No one seemed to notice that people, on the whole seemed to be missing. Instead the reports focused on the negative impacts of over-development in small towns, how building too much was almost as bad as too little, that local business owners were struggling to keep the doors open with so few customers coming in each day.

The strangest part was, they seemed to accept it, despite the fact it quite obviously made no sense. If no one was gone, no one had left, no fewer people come to town, then why were the businesses struggling now? Why, wasn’t it a problem 10, 20 years ago when they opened? None of it made any sense, and It seemed everyday now someone disappeared, a shop missing, never opened, and then it happened.

She stepped into her parents house to see a wall of pictures of only her. Ben never existed, her own brother was gone The worst part was, all she felt was relief. It seemed to travel in families, the disappearing, and that meant that she would be next. That there wouldn’t be anymore waiting, no more fear, no more pills.

When she saw the thing in the fog, she didn’t run away, but walked towards it. It looked, surprised as she eagerly took it’s hand. “About time.” She said amiably, and it filched. The fog grew heavier and heavier, until at last Jackie couldn’t see even herself, and she too was gone.

Night Owl

This was based a little upon my own discovery of revenge bedtime procrastination, an ADHD meme from Tumblr, and just some overall irritation at someone I know using the term functional until I felt more than a little violent.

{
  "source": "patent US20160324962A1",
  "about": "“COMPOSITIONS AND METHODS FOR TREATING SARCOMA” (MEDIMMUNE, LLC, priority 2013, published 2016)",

It was one thing to discover that others deliberately stayed up to late to get time to themselves, and another to discover that it had a name “revenge bedtime procrastination” and a list of known causes and effects.

There was a certain flare of indignation that went up at being so targeted, and then a small measure of relief at the knowledge that this was not just being broken, this was a thing. Just another of many of the things that Brandon had, but would never take the time or money on having diagnosed, because frankly no one cared.

Brandon was single, had a good paying job, and as long as he was, as the shrinks say “functional” and wanted no specific accommodation, there was not reason ot get one. In fact, there were nothing but negatives, with the current perception of mental health as it was, haivng this on file could only hurt him. In his line of work it would practically make him unhirable, and for what exactly, a certificate declaring what he already knew to be true.

No no, he was better off just dealing with it alone, the best he could, as he always had. And following the tips on the article, because he really could use some more sleep, oh, wait, those trees can do what?

The Nature of Memory

This was written for a writing course I was taking, and we had to start at one time, and then skip forward or back in the life of the same person. I started in the 80’s and then skipped forward to the near present. Again, it seems to have a theme of being happy with what you have, and I guess the theme of 2022 is self acceptance. Please note, that I am not trying to accept being a serial killer, this note will make more sense after some of my later posts.


I coughed as I tried to escape the fumes, hoping that no one lit a match near my sister’s head. “Come on, Jenny, you have enough hairspray that you could use your hair as a helmet. We are going to be late.” I stamped my foot, and then reached down to pull up my neon pink leg warmer.